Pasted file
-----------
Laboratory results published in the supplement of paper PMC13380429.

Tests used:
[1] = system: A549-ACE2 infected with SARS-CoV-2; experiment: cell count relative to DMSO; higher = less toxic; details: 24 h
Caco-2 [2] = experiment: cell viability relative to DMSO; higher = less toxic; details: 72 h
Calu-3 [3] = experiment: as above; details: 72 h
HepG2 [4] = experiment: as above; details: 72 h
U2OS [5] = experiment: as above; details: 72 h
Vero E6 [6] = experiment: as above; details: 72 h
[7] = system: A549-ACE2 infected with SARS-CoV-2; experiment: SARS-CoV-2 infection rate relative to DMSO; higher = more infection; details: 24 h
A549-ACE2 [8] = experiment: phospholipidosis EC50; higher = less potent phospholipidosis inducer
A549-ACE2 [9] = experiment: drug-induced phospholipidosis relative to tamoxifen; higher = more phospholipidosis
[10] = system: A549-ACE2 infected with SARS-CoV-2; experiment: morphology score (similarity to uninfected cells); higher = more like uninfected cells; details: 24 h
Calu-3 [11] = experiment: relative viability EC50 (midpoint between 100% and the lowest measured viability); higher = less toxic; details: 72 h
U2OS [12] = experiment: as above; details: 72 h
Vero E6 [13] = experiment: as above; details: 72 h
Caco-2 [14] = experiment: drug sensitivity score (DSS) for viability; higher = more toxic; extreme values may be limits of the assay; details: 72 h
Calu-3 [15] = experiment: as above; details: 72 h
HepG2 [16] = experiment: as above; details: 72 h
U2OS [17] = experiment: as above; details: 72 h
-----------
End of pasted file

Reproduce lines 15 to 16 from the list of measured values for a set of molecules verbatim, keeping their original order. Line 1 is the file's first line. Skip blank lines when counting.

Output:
Vero E6 [13] = experiment: as above; details: 72 h
Caco-2 [14] = experiment: drug sensitivity score (DSS) for viability; higher = more toxic; extreme values may be limits of the assay; details: 72 h